Maria Fedorchenko, Tatiana von Preussen

Intermediate 7 develops conceptual models and diagrammatic frameworks that mediate between urban systems, architectural precedents and design approaches. We focused on visionary social machines in the context of Moscow’s nightlife in order to explore the ‘condenser club’ – the ultimate mixer and catalyst. Emphasising pragmatic research, infrastructural logic and relaxed methods, the projects delineated three areas of enquiry. 

First, we examined the boundaries between the city and the ‘anti-city’. Dissident zones and decadent ‘infernos’ tantalised us with illusions of escape or entrapment. Acting as blenders and separators, nested megastructures collapsed numerous fragments and constructed trajectories along interwoven transcripts. These dystopian-realist scenarios remained aptly in-between fantastic provocations and pragmatic solutions to the city’s ills. Second, we synthesised infrastructures of flow and organisation to generate hybrid typologies. 

We engineered social systems: networks and circuits loaded with programme. Conveyors of food chains, spines of art-factories and corridors of metro-labyrinths played on reversals of service and spectacle. 

These decorated diagrams linked functionalist structures with intricate shapes and surfaces. Finally, we explored audience/performer relation-ships in adaptable sets. We injected dormant landmarks with dynamic mixtures of elements to facilitate mergers and crossovers. From flying-zoos and banya-bars to mood-tunnels, theatrical devices choreographed movements, framed images and staged atmospheres. As kaleidoscopic centrifuges, extravagant infrastructures and social transformers, our condensers dealt with extremes of functional intensity, material density and visual excess. Spectacular machines affected the operational appearance of the city, as captured in our diagrammatic matrices, hybrid drawings and visual scenarios.



Maria Fedorchenko 

Tatiana von Preussen


Thanks to our workshop guests 

João Bravo da Costa

Dirk Lellau

Jessica Reynolds

Gergely Kovacs

Ingrid Shroeder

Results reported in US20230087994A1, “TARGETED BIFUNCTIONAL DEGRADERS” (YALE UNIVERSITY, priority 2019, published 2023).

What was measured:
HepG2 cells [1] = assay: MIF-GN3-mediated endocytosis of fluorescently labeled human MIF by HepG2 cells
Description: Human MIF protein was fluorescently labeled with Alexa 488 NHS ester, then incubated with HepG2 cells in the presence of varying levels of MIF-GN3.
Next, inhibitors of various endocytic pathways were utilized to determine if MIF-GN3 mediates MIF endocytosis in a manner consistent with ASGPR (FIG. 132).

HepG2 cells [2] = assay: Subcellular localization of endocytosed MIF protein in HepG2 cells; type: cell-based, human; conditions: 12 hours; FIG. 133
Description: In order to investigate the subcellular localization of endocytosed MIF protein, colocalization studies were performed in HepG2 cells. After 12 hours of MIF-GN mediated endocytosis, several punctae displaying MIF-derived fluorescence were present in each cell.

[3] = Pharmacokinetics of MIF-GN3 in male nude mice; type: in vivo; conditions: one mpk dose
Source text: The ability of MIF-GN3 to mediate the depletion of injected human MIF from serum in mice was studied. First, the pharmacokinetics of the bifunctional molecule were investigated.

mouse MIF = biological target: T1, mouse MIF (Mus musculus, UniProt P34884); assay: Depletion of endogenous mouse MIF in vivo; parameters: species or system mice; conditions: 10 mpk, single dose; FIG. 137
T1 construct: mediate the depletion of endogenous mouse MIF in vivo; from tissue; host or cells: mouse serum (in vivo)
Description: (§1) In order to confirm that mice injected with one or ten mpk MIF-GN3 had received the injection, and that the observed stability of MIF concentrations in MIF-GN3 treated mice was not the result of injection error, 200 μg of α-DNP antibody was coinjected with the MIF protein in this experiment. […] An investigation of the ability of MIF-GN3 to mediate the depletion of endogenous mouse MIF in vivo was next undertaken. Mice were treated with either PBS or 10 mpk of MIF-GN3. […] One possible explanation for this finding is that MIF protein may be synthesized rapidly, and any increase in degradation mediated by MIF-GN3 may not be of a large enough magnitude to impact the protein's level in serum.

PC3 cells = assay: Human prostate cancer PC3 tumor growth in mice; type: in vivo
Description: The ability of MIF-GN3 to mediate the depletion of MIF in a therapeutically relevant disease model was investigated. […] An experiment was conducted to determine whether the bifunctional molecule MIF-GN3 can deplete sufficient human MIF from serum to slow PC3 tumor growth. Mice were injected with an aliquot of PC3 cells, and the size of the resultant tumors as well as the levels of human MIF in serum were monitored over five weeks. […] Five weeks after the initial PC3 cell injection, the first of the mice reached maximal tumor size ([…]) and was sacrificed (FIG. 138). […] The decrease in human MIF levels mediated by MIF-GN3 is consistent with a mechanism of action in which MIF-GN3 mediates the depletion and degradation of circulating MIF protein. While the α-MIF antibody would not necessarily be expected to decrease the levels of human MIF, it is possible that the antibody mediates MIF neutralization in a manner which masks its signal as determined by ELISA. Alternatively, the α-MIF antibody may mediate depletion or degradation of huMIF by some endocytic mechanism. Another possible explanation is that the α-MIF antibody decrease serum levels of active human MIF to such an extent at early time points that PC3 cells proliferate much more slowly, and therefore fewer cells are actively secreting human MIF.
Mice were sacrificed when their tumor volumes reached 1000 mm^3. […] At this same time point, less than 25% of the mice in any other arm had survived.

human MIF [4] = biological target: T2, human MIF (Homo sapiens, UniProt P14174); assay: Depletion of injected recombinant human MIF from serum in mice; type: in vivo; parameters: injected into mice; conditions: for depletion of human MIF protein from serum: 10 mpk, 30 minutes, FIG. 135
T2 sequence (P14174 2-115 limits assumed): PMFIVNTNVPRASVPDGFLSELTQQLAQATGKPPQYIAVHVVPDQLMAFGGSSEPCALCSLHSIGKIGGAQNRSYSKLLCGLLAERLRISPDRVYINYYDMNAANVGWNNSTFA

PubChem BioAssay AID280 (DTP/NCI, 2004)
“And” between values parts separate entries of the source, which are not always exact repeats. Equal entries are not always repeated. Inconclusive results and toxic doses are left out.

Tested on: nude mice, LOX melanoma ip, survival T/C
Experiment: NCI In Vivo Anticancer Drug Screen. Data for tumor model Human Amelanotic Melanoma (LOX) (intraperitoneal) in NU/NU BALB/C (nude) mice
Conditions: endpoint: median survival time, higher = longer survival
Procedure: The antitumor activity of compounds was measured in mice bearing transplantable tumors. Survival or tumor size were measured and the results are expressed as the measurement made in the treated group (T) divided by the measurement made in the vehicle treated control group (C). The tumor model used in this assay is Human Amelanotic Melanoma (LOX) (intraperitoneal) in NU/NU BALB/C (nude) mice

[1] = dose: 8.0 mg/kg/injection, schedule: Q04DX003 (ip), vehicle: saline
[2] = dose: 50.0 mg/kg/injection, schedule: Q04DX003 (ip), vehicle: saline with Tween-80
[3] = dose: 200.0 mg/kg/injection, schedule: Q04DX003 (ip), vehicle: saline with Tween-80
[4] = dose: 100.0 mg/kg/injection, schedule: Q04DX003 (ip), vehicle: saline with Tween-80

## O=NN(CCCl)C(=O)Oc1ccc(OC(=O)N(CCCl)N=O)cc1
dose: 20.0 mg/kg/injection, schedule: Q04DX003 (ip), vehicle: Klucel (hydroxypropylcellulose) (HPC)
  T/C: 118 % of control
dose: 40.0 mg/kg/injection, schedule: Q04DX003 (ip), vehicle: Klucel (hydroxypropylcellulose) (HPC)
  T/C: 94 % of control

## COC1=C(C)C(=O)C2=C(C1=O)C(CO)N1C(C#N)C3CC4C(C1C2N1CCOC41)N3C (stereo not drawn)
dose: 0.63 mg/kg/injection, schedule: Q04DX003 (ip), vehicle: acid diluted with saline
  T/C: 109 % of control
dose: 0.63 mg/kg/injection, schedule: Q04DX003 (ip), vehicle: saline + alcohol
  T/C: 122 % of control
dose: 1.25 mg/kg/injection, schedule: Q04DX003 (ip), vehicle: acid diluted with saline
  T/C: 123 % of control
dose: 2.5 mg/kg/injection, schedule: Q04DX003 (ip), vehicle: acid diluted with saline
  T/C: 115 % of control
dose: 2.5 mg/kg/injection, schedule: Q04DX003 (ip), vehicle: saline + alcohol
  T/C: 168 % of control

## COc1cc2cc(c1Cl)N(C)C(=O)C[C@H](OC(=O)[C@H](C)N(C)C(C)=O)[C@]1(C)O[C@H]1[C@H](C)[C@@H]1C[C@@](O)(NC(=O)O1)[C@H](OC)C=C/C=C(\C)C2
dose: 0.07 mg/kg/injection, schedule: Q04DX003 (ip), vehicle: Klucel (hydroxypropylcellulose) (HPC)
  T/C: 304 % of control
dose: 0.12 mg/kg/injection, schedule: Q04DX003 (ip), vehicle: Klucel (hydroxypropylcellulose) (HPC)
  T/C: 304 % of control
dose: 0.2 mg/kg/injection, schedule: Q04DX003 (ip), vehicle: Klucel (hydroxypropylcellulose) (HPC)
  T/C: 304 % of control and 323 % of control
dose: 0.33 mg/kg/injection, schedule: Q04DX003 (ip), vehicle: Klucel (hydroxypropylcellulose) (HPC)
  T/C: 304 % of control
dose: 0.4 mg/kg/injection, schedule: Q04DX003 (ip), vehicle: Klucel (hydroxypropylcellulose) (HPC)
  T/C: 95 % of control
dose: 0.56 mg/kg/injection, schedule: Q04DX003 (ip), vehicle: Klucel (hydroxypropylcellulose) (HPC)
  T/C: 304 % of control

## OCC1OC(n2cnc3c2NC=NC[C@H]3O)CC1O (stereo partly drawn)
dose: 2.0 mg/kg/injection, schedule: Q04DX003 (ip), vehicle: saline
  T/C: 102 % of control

Antoine Vaxelaire


Thanks to

Joseph Bedford

Brendon Carlin

Mark Campbell

Barbara-Ann Campbell-Lange

Monia De Marchi

Kenneth Fraser

Maria Mileeva

Kostas Grigoriadis

Eugene Han

Francesca Hughes

Sam Jacoby

Rosalie Kim

Fabrizio Matelana

Kathy O’Donnell

Damian Rogan

Nathalie Rozencwajg

Eva Sopeoglou

Brett Steele

Takero Shimazaki

Naiara Vegara

Thomas Weaver

and all other critics and guests

Jesper Victor Henriksson

The CREAM Factory is the capitalist realist industrialized cultural institution. It is the typological converging between the factory and the museum, a building accommodating the production, storage, exhibition and trading of art. A functionalist managed machine designed for breeding and preying surplus value. Set in Moscow, a context demarcated by political and financial instability where its ideological shifts have forced its urban fabric to endure numerous lobotomies and genetic manipulation. As a response to this condition The CREAM FACTORY  is a proactive preservation strategy that, rather than to fall victim for nostalgia, focuses on progressively preserving and revising the theoretical properties of the existing. The now derelict and abandoned Hammer And Sickle Metallurgic Plant is re-opened through a critical reading of the linear diagram. The diagram that revolutionized not only the manufacturing of goods but also the confines of human life. By reading the factory first through its own historical context and secondly through an act of imposition upon the contemporary context of Moscow the discussion of its relevance and untapped potential begins to unravel. And when physically condensing the art world into one single architecture in a streamlined vertical integration of the industry, the projects seeks to illustrate and  form a discussion wither the contemporary factory is in fact becoming the contemporary museum.The CREAM Factory is an exploration and exploitation of the relation between Culture and Capital. It is a study of how capital can influence architectural form but also how architectural form can influence capital. The project gives a diagnosis and illustrates the new roll and identity of the contemporary museum. How, when tied to rules of the free market, it has accumulated new ambitions that impose new programmatic and organizational challenges. Challenges that require a re-conceptualization of its architectural concept. By learning from the Factory, which since its birth has been a metaphor for progress and change and adopting its diagram, The CREAM Factory conveys a mutated typology of the Museum and Factory.

The project is a provocative illustration of a hypothetical condition. An alarming example, exaggerated to clearly illustrate a point. It is by nature a political act, since it has to react to the transformations in political, economic, and social environments. Proposing an architecture, The CREAM Factory, the prime instrument for proposing that change, becomes an instigator and ultimately an initiator.